Antimicrobial and Free Radical Scavenging Effects of Cow Urines from different Geographical Regions of Nepal

Antimicrobial and Free Radical Scavenging Effects of Cow Urines from different Geographical Regions of Nepal

Background: Cow urine has been extensively used as healing or additive agents in different parts of
Nepal, mainly to treat infections, cuts, burns, etc. Cow urine has been considered as revered and holy
water and used in many rituals and worshipping purposes. Along with therapeutic and rituals
ceremony cow urine is also used in cleansing and disinfecting the houses.
Objective: The aim of the study was to examine the in-vitro antioxidant and antibacterial activity of
cow urine from different geographical region of Nepal.
Materials and Methods: Antioxidant activity of cow urines was carried out by using 2,2-Diphenyl-1-
picrylhydrazyl (DPPH) as free radicals. The antibacterial activity of cow urines was tested by the agar
disc diffusion method against Escherichia coli (gram-negative) and Staphylococcus aureus (grampositive).
Results: The urine sample from Muktinath (Subalpine region) showed the highest 44.8±0.21%
inhibition against DPPH free radicals. The urine samples from Jajarkot and Marpha (Temperate zone)
showed 39.70±0.43% and 37.30±0.15% inhibition against DPPH free radicals respectively. The urine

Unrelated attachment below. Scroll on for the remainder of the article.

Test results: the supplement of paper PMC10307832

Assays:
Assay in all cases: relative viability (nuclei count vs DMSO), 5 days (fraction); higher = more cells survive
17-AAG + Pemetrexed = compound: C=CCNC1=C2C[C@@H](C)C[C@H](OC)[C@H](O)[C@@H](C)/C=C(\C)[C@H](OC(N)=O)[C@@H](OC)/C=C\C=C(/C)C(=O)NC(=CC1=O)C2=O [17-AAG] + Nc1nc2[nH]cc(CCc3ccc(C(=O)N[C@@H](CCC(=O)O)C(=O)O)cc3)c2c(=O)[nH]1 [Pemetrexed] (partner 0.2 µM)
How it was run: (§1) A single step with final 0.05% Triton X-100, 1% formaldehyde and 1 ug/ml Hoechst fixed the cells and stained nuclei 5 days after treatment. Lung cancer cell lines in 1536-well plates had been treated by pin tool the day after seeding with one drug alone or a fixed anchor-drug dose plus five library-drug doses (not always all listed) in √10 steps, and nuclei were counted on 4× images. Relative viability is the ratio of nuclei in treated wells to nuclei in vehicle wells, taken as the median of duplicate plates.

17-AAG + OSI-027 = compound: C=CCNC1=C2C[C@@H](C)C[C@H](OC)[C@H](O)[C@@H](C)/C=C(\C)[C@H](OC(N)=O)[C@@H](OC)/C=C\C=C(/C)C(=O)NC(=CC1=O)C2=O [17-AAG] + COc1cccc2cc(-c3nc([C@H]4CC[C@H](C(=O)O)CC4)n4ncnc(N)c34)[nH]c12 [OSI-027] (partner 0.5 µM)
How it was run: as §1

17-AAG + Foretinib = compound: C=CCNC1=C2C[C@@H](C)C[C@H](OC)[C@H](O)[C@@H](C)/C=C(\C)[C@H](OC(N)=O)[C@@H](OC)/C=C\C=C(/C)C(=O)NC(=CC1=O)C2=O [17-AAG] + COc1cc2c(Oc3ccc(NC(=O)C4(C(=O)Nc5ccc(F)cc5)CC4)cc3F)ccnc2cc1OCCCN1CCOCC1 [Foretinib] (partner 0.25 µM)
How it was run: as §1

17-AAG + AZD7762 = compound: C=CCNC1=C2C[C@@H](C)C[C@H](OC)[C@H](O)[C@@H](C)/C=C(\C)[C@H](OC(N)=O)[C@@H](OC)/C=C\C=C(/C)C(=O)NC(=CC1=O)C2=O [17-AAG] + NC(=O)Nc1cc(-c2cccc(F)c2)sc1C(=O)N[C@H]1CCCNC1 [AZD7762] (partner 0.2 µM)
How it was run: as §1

samples from Palpa and Shyangja (Subtropical region) showed 30.00±0.24 and 34.4±0.01 percent
inhibition of DPPH radicals. The samples from Butwal and Dhangadhi (Tropical region) showed the
least percentage inhibition of 23.9±0.08 and 21.12±0.1 respectively. Amongst the entire sample, the
subalpine region of cow urine (Muktinath 3710m) made known the highest inhibition zone such as
10.56±0.05mm against S. aureus and 7.46±0.15 against E. coli.
Conclusion: Our study has concluded that cow urines have the antibacterial and antioxidant activities
and vary in potency according to altitudinal and climatic differences. Hence cow urine from the
subalpine zone has better antibacterial and antioxidant activity than that of lower altitudinal climatic
zones.

Author(s) Details

Ravin Bhandari
Department of Pharmacy, Crimson College of Technology, Devinagar-13, Butwal, Nepal

Dirgha Raj Joshi
Department of Pharmacy, Crimson College of Technology, Devinagar-13, Butwal, Nepal and College of Pharmacy, Yonsei
University 85 Songdogwahak-ro, Yeonsu-gu, Incheon 21983, Republic of Korea.

Paras Mani Giri
Department of Pharmacy, University of Toledo, Ohio, USA.

Rabindra Kumar Rokaya
Department of Pharmacy, Karnali Academy of Health Sciences, Province no. 6, Jumla, Nepal.

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